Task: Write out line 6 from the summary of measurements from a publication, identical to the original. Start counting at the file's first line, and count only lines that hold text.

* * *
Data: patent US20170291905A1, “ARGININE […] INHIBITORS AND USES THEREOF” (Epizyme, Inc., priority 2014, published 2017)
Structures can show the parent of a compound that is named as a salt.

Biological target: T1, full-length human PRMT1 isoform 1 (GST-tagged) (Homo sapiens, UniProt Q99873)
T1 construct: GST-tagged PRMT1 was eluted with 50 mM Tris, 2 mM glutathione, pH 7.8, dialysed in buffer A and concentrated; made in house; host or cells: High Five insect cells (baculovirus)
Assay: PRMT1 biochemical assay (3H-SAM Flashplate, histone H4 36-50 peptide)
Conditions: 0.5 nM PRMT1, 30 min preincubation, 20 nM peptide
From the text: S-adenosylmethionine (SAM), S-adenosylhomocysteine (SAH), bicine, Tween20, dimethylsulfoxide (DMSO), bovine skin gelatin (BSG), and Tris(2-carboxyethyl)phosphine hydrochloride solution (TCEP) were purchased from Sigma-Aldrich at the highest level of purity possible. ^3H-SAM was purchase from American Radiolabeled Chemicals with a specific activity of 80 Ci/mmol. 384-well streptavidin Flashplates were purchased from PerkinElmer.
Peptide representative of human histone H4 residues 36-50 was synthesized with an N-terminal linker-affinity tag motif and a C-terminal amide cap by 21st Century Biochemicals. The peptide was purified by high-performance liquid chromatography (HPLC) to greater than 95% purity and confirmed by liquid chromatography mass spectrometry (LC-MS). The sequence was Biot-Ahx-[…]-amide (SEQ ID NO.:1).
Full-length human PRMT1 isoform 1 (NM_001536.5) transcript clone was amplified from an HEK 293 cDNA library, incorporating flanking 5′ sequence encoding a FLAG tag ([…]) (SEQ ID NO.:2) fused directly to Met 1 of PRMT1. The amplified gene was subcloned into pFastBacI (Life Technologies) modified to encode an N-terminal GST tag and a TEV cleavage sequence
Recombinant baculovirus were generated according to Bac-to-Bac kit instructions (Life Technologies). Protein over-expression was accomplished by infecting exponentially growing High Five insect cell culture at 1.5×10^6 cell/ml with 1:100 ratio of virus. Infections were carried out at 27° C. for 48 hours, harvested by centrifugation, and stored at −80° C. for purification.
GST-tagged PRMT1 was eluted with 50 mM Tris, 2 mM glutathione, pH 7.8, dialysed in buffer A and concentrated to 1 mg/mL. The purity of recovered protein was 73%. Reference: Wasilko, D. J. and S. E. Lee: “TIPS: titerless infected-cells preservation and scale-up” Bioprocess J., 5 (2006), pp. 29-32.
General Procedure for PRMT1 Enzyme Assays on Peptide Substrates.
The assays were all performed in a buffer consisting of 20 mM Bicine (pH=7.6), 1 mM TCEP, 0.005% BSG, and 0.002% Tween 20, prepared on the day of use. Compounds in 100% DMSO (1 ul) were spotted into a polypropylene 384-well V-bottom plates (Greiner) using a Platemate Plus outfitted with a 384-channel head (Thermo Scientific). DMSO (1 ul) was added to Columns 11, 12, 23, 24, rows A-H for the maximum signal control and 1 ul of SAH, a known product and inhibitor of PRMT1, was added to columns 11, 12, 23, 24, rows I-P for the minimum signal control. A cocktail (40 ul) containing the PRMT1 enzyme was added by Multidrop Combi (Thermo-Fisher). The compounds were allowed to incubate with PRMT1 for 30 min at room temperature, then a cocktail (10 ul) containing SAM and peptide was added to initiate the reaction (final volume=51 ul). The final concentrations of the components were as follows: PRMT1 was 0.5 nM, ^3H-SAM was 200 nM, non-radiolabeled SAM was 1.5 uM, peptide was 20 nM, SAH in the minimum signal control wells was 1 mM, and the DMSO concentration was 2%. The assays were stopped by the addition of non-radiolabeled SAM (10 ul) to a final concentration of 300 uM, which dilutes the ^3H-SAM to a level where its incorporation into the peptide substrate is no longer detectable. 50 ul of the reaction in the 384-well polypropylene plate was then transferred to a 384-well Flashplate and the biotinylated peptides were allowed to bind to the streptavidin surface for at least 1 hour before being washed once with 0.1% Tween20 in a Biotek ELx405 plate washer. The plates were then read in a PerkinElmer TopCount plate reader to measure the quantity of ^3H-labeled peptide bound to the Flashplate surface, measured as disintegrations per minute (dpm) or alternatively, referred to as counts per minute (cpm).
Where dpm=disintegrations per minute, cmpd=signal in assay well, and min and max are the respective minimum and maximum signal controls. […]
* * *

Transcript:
Conditions: 0.5 nM PRMT1, 30 min preincubation, 20 nM peptide